English 102

How Your Sources Answer Your Question

This handout will help you think about your sources in relation to your final research paper, and specifically how your sources will help you answer your research question. Basically, it helps you divide your sources into different categories, depending on how they contribute to an answer.

It will also help if you review Developing a Research Question, Reviewing Your Question and Sources, and the UW’s Research 101 tutorial on Topics (especially pages 3, 4 and 5).

Review your list of sources. For each source, decide how it relates to your research question:

Tip: The best papers are often ones that have few if any “direct” sources. This may seem backwards if you’re not used to doing research, but it actually makes a lot of sense. The purpose of research is to make a new contribution—answer some question or solve some problem that no one else has solved yet. If you have a bunch of sources that already answer the question, and you’re just repeating what they say, you’re not making that new contribution. On the other hand, if your sources all contribute some insight to the question, but you have to synthesize those contributions into some new and original idea, that’s a sign that you are doing something right. So don’t be alarmed if you don’t have a lot of sources that fall into the first category (“directly answers the question”).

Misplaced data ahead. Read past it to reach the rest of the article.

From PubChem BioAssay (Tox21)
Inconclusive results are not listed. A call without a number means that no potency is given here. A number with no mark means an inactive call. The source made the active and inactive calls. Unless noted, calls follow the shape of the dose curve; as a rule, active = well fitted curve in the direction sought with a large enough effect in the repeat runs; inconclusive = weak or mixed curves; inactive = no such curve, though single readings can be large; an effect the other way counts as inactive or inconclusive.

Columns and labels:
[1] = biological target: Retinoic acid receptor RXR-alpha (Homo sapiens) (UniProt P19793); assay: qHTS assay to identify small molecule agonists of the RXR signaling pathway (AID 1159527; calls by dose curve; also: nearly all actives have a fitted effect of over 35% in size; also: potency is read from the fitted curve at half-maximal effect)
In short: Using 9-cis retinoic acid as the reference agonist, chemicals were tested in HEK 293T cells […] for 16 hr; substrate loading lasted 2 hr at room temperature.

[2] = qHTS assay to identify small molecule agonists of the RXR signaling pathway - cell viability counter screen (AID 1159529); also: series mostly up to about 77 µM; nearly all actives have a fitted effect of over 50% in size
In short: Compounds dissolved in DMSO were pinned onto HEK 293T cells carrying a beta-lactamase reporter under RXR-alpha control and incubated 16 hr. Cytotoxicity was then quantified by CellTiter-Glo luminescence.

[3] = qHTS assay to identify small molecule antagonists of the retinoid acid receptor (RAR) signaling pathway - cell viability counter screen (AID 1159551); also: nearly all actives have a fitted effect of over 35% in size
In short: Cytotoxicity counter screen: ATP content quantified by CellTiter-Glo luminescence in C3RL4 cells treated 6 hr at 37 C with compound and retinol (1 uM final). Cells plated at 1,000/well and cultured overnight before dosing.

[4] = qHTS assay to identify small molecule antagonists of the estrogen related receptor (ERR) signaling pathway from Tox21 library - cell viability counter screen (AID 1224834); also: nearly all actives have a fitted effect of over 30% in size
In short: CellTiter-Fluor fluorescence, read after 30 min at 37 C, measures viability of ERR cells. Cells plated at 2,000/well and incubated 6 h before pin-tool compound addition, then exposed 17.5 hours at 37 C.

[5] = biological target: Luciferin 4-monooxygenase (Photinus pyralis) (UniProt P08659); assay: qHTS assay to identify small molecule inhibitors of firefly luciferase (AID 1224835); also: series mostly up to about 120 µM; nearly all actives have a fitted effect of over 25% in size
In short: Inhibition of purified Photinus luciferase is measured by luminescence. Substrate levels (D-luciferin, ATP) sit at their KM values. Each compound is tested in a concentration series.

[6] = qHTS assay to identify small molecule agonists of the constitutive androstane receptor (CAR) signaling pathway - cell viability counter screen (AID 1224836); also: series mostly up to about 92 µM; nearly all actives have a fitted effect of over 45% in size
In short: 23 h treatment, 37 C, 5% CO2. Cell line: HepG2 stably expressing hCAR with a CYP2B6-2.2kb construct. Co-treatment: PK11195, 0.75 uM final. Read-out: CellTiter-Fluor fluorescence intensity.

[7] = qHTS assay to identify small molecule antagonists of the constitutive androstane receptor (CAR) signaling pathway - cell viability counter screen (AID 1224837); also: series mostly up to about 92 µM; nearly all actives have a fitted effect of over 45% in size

Of course, not all papers work like this. Some papers try to answer a question that lots of people have tried to answer already, but their answer is different or they offer a new angle or a new piece of information that no one else has thought of. I’m just saying don’t assume that all or most of your sources have to be direct.

On the other hand, if most of your sources are “general/background,” that is a sign you probably need to find some new ones that are either direct or indirect but substantive.

Here is a slightly different set of questions about your sources to help you determine if and how they will be useful to you. As you can see, three of the five answers I’ve listed here (and there are others) describe sources that are indirect but substantive. For each source’s thesis, state whether it:

After reviewing your sources in this way, try to think of two possible alternatives or revisions to your research question to make it fit better with your sources. If necessary, revise your research question to give it more focus. (See Reviewing Your Question and Sources.)